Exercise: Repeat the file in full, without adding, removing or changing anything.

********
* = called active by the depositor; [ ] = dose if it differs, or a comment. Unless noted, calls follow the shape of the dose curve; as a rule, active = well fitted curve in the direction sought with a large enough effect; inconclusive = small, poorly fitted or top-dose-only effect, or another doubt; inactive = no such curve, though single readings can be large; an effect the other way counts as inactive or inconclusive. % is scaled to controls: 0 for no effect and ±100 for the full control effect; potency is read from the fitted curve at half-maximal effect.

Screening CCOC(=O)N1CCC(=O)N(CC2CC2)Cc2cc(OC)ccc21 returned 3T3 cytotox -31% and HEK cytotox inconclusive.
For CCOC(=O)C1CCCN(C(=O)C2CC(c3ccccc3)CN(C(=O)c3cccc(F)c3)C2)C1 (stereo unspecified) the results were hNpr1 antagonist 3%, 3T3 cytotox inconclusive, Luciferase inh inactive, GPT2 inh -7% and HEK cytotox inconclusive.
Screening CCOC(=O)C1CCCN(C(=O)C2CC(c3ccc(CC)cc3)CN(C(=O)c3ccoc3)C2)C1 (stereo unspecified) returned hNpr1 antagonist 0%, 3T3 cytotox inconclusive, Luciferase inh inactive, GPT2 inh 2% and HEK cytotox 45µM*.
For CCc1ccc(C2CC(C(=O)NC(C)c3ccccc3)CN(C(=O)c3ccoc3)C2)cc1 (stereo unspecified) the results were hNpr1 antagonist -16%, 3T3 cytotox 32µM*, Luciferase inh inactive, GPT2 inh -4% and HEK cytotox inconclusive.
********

* = called active by the depositor; [ ] = dose if it differs, or a comment. Unless noted, calls follow the shape of the dose curve; as a rule, active = well fitted curve in the direction sought with a large enough effect; inconclusive = small, poorly fitted or top-dose-only effect, or another doubt; inactive = no such curve, though single readings can be large; an effect the other way counts as inactive or inconclusive. % is scaled to controls: 0 for no effect and ±100 for the full control effect; potency is read from the fitted curve at half-maximal effect.

Screening CCOC(=O)N1CCC(=O)N(CC2CC2)Cc2cc(OC)ccc21 returned 3T3 cytotox -31% and HEK cytotox inconclusive.
For CCOC(=O)C1CCCN(C(=O)C2CC(c3ccccc3)CN(C(=O)c3cccc(F)c3)C2)C1 (stereo unspecified) the results were hNpr1 antagonist 3%, 3T3 cytotox inconclusive, Luciferase inh inactive, GPT2 inh -7% and HEK cytotox inconclusive.
Screening CCOC(=O)C1CCCN(C(=O)C2CC(c3ccc(CC)cc3)CN(C(=O)c3ccoc3)C2)C1 (stereo unspecified) returned hNpr1 antagonist 0%, 3T3 cytotox inconclusive, Luciferase inh inactive, GPT2 inh 2% and HEK cytotox 45µM*.
For CCc1ccc(C2CC(C(=O)NC(C)c3ccccc3)CN(C(=O)c3ccoc3)C2)cc1 (stereo unspecified) the results were hNpr1 antagonist -16%, 3T3 cytotox 32µM*, Luciferase inh inactive, GPT2 inh -4% and HEK cytotox inconclusive.